Paint damage

   Paint will get damaged over time.  However, there are ways to prevent the most common causes of damage. This section will go over each of   
   them so that you can avoid them.

 

Dealer Installed Swirl Option (DISO)

Would you be surprised to know that even before you receive your brand new vehicles, there is a very high probability that the paint has already been damaged, sometimes very badly, by the dealership?  In the industry we call that DISO : Dealer Installed Swirl Option. 

How is this possible? Dealerships must prepare the vehicle before delivering it to the client.  In order to do that, they must remove all plastic covers from the factory, wash the vehicle and give it a good shine.  The problem is that there is no money in doing this for the dealership.  So they hire people at minimum wage with no training, give them cleaning material and power tools and let them loose on the vehicle.  Just from washing the car incorrectly and often with the wrong tools they will scratch the paint.  Then if they use a rotary buffer to polish the paint, you could end up with a vehicle covered with what we call holograms; paint heavily scratched by improper use of a power tool.

What can you do about it?  Ask the dealership not to prep the vehicle.  Ask them to deliver the vehicle unwashed, unpolished and with all the plastic covers on it.  Then call us to prep the car for you once it's been delivered.  We will do it the right way and without damaging it.

 


Example of Dealer Installed Swirl Option incorrectly using a rotary buffer
 

  

Love Marks

A lot of times, the owner is responsible for damaging the paint on his vehicle by trying to take care of it but using an improper technique, the wrong tools or a combination of both.

Love Marks are swirls that are made to the paint by incorrectly washing the car, rubbing the paint when it is dry or even drying the car improperly.

Dust and dirt act as sandpaper when you rub it against the paint.  If you wash the car in a manner that lets dirt and dust remain in contact with the paint during the wash process, you can be assured that some swirls will appear.  Again, if you use the wrong tools for drying, like using the all too popular shammy, dirt can get trapped between the shammy and the paint and as you drag the it across the surface you are scratching the whole panel.

As a rule of thumb, paint should be touched as little as possible.  When you do have to touch your paint it is important that some form of lubrication be in place between the paint coat and what ever object is in contact with it.  Finally, layers of protections applied over the paint will make it much more difficult to damage it even if something was to happen.

 

 

 

 

 


 

  

 

                                                

 

 

 

 

 

 

 

 

Bugs and bird droppings

If you notice dead bugs on your paint (usually on the front bumper and grill) or bird droppings, it is really important to remove them quickly before they can do permanent damage to your paint.  Both act the same way, when the vehicle is exposed to the sun, the pores of the paint open up and the contaminants sink into the paint.  Then when the paint cools down the pores close and the contaminants get trapped inside where their acidity will start to eat through the paint.  Once damage has been done, only a paint correction can remove it.  Given enough time, damage can be so severe that a repaint will be needed.  If you have a sealant and/or wax on your car, this will slow the process down a little but not by much.  Even with a protective coat in place, you need to remove these contaminants as soon as you notice them.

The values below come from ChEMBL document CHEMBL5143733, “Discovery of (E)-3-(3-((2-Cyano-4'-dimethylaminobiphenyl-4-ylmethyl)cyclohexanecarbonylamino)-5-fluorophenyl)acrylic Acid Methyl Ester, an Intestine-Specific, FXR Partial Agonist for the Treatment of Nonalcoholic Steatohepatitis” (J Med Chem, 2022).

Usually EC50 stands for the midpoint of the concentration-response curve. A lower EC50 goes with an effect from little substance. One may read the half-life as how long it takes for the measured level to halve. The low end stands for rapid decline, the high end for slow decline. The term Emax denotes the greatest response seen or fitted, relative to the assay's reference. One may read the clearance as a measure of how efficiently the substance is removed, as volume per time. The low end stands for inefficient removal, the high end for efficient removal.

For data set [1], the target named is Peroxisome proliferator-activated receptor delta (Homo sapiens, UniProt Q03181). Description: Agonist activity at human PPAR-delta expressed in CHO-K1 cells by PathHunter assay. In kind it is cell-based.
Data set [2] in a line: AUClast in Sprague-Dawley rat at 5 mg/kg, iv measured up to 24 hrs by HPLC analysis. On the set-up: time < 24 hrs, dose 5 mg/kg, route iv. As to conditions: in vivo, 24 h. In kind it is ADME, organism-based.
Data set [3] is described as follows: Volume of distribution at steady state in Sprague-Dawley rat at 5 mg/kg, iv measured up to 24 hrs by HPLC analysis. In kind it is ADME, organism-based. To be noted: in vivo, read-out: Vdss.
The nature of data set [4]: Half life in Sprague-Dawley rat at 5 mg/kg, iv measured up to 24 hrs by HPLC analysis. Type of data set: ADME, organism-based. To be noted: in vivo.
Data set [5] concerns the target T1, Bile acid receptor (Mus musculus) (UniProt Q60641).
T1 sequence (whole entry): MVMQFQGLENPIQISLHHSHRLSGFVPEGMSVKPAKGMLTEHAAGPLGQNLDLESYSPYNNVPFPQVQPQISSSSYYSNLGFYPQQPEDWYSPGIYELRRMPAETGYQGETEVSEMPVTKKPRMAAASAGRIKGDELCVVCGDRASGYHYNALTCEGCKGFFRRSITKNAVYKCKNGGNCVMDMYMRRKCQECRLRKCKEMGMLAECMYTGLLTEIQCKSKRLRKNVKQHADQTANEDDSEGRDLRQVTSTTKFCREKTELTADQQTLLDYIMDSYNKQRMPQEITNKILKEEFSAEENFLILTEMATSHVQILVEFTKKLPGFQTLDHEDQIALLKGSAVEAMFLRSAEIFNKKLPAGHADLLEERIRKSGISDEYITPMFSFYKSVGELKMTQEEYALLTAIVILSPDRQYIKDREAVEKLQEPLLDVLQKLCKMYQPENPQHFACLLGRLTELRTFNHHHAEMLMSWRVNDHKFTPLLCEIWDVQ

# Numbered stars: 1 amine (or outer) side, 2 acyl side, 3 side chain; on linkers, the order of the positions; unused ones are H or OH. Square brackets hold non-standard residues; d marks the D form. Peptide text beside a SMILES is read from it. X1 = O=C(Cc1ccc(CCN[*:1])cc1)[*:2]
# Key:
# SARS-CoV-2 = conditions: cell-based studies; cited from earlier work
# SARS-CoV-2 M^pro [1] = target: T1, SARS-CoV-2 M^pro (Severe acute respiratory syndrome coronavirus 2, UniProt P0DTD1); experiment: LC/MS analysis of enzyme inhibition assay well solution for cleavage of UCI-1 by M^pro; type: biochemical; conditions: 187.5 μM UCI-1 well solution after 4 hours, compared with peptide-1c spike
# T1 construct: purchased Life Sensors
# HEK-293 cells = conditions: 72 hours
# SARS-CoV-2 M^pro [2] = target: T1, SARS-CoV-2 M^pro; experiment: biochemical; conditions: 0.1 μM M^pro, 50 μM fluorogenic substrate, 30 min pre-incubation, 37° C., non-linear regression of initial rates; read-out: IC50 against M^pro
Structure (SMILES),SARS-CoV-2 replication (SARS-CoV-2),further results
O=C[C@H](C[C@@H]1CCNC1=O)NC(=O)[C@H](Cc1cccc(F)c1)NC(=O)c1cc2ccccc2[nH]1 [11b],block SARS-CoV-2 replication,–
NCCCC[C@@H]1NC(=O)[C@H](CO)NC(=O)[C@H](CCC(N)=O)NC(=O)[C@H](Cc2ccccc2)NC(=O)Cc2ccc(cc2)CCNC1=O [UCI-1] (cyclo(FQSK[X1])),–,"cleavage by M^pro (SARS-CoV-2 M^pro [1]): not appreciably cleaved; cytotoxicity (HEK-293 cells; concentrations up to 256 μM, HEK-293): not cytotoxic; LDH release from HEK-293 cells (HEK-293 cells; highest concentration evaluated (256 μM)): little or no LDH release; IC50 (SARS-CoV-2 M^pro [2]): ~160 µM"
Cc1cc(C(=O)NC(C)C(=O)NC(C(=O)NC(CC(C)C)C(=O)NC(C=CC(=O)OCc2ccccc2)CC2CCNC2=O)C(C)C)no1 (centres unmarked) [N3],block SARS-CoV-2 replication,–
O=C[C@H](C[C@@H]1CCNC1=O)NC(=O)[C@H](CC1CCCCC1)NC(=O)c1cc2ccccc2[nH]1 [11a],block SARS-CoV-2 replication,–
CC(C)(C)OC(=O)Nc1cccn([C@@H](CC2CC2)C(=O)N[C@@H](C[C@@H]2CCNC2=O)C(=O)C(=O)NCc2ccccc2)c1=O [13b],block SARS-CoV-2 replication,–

Bird droppings damage

Typical bug covered bumper

 

Water Damage

Perhaps one of the least understood damage type to paint.  Water acts in 3 stages to damage the paint.  At stage one water allowed to dry on the paint, especially in the sun, will deposit a layer of minerals on the topcoat of the paint.  These will slowly start to eat at the paint. 
  
At stage 2, an etching has started to form in the topcoat and now when the paint gets wet, drops of water can pool in these etchings and speed up the process of damaging the paint. 

By level 3, the paint is in bad shape and needs to be corrected.
 

There are 2 ways you can protect your paint against water etching.  The first is to prevent water from drying on the vehicle as much as you can.  This means that if you wash the car, you need to dry it as well. Also do not wash the car in the sun where it might be impossible for you do dry the car before the sun has been able to do it before you had time to act.  Second, you can apply a protective layer over the paint in the form of a coating, paint sealant and/or a wax coat. This will fill any existing etching and prevent pooling.  It will also act as a barrier between the water and the paint.

 

 

 

 

 

 

 

 

 

 

 

 



Damage types on a basecoat/clearcoat paint system

 

 

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